Syrian conflict won’t be resolved without Iran, expert says
Baku, Azerbaijan, Oct.5
By Elena Kosolapova - Trend:
The dramatic recent developments will help to find a political solution to the long civil war in Syria and this can happen in the next few months, Gawdat Bahgat, professor of National Security Affairs at the US National Defense University's Near East South Asia Center for Strategic Study told Trend.
First, the Russian military intervention in Syria from Sept.30 raises the risks of intended or unintended clashes with western, Turkish, and Israeli forces and their allies, according to Bahgat.
"In other words, several foreign powers are taking active roles in the civil war with little coordination," he said. "None of them would like to get into military confrontation with the others, but the risks of such confrontations are high."
This puts pressure on all foreign powers, involved in the Syrian conflict, to reach an agreement, Bahgat added. He also said the Syrian civil war is a major drive behind the refugee crisis, according to the expert.
The increasing attention global media has given to the plight of the Syrian refugees in recent weeks has intensified the discussion and the need to reach a solution, he added.
Bahgat said the European leaders understand that in order to stop or slow the waves of migrants, they have to improve border security; provide humanitarian assistance and reach a political solution to the crisis in Syria.
The expert believes that there will not be a solution to the Syrian crisis without Iran.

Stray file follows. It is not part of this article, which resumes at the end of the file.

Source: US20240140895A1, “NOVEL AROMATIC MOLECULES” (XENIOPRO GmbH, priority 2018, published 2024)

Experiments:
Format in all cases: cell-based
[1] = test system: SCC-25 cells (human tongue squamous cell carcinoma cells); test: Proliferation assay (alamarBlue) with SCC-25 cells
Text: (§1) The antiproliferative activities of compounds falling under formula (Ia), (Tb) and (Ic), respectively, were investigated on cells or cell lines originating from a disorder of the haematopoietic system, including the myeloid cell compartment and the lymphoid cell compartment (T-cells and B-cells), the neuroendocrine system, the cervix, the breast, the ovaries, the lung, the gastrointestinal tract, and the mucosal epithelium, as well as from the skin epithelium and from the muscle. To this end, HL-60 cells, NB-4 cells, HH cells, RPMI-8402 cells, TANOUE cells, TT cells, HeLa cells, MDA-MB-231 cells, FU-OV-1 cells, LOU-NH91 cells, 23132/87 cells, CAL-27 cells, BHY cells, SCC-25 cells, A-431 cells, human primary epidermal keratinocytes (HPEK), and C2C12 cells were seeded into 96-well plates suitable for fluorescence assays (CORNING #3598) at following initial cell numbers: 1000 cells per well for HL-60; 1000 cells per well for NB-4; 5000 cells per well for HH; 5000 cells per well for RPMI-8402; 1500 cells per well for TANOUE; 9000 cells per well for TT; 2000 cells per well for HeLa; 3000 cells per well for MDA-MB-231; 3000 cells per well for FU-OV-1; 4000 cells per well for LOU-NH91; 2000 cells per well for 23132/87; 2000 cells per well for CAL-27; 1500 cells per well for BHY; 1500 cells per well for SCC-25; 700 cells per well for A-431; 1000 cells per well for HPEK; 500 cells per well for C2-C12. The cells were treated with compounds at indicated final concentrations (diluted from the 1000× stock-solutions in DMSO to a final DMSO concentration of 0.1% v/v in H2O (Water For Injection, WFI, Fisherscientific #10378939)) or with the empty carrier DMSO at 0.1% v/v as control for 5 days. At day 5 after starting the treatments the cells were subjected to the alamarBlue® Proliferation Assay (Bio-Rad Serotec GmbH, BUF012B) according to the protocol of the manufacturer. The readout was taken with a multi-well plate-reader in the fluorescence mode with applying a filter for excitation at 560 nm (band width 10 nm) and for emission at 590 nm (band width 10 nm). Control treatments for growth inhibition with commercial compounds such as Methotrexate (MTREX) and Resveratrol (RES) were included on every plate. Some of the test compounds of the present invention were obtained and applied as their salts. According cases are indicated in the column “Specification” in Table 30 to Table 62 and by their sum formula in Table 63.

"Iranian leaders officially deny sending troops to Syria. But Hezbollah, supported by Iran, has troops in Syria," he said.
Bahgat reminded that in recent weeks, Iran has re-introduced a plan to stop the fighting in Syria, adding that the plan calls for a ceasefire, humanitarian assistance and election supervised by the UN.
'Iran's involvement in Syria includes financial, military and diplomatic assistance," said the expert.
Iran wants to defeat the extremist groups supported by other foreign powers in Syria, said Bahgat, adding that however, Iran has never advocated that President Bashar al-Assad should stay in power the rest of his life.
In recent days, it looks that US' and Europe's stances have come closer to Iran's and the growing consensus is that President Assad should be part of the transitional process, according to the expert.
Edited by SI
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